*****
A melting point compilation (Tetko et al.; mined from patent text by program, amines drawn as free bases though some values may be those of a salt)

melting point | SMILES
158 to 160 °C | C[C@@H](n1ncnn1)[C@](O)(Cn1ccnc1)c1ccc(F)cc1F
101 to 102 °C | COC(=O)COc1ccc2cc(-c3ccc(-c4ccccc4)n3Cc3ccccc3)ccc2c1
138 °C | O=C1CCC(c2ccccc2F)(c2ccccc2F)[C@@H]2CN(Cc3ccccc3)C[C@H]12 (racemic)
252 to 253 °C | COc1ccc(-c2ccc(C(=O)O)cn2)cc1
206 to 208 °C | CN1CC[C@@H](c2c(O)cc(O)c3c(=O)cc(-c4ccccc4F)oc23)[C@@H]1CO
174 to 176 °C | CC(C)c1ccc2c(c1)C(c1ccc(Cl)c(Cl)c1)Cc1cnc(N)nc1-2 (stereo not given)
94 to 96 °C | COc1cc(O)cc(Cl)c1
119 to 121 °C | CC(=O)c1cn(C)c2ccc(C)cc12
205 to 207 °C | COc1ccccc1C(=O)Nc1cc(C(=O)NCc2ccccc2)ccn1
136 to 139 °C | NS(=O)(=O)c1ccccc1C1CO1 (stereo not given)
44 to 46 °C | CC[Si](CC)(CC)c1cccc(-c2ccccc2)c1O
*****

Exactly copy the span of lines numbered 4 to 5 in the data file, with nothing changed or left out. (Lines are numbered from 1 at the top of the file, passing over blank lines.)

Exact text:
101 to 102 °C | COC(=O)COc1ccc2cc(-c3ccc(-c4ccccc4)n3Cc3ccccc3)ccc2c1
138 °C | O=C1CCC(c2ccccc2F)(c2ccccc2F)[C@@H]2CN(Cc3ccccc3)C[C@H]12 (racemic)